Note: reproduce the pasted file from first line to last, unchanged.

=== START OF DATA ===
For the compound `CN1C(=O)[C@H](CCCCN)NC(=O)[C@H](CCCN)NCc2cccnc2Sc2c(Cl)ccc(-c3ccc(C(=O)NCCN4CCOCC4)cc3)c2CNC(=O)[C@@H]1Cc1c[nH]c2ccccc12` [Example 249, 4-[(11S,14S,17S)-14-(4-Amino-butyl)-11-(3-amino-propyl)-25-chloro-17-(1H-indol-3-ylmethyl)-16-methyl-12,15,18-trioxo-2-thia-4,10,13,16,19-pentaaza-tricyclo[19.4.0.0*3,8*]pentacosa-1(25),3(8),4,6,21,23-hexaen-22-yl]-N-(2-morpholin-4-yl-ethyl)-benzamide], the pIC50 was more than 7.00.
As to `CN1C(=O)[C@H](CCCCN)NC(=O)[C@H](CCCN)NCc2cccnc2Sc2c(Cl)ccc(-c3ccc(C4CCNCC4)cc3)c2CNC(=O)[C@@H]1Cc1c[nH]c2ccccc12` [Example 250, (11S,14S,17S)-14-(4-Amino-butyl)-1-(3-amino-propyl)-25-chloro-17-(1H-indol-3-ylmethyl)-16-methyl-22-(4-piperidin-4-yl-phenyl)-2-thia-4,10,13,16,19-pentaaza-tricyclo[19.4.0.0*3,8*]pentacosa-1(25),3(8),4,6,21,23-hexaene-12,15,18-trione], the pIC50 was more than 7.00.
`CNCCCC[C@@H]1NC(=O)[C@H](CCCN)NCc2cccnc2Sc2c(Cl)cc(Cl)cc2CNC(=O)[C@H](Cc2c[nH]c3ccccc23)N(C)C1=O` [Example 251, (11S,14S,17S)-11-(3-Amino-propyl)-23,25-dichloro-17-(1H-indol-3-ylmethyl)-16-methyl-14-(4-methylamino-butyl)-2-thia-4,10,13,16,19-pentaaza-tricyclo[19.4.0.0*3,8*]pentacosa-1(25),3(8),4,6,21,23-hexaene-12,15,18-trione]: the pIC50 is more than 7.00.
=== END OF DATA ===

For the compound `CN1C(=O)[C@H](CCCCN)NC(=O)[C@H](CCCN)NCc2cccnc2Sc2c(Cl)ccc(-c3ccc(C(=O)NCCN4CCOCC4)cc3)c2CNC(=O)[C@@H]1Cc1c[nH]c2ccccc12` [Example 249, 4-[(11S,14S,17S)-14-(4-Amino-butyl)-11-(3-amino-propyl)-25-chloro-17-(1H-indol-3-ylmethyl)-16-methyl-12,15,18-trioxo-2-thia-4,10,13,16,19-pentaaza-tricyclo[19.4.0.0*3,8*]pentacosa-1(25),3(8),4,6,21,23-hexaen-22-yl]-N-(2-morpholin-4-yl-ethyl)-benzamide], the pIC50 was more than 7.00.
As to `CN1C(=O)[C@H](CCCCN)NC(=O)[C@H](CCCN)NCc2cccnc2Sc2c(Cl)ccc(-c3ccc(C4CCNCC4)cc3)c2CNC(=O)[C@@H]1Cc1c[nH]c2ccccc12` [Example 250, (11S,14S,17S)-14-(4-Amino-butyl)-1-(3-amino-propyl)-25-chloro-17-(1H-indol-3-ylmethyl)-16-methyl-22-(4-piperidin-4-yl-phenyl)-2-thia-4,10,13,16,19-pentaaza-tricyclo[19.4.0.0*3,8*]pentacosa-1(25),3(8),4,6,21,23-hexaene-12,15,18-trione], the pIC50 was more than 7.00.
`CNCCCC[C@@H]1NC(=O)[C@H](CCCN)NCc2cccnc2Sc2c(Cl)cc(Cl)cc2CNC(=O)[C@H](Cc2c[nH]c3ccccc23)N(C)C1=O` [Example 251, (11S,14S,17S)-11-(3-Amino-propyl)-23,25-dichloro-17-(1H-indol-3-ylmethyl)-16-methyl-14-(4-methylamino-butyl)-2-thia-4,10,13,16,19-pentaaza-tricyclo[19.4.0.0*3,8*]pentacosa-1(25),3(8),4,6,21,23-hexaene-12,15,18-trione]: the pIC50 is more than 7.00.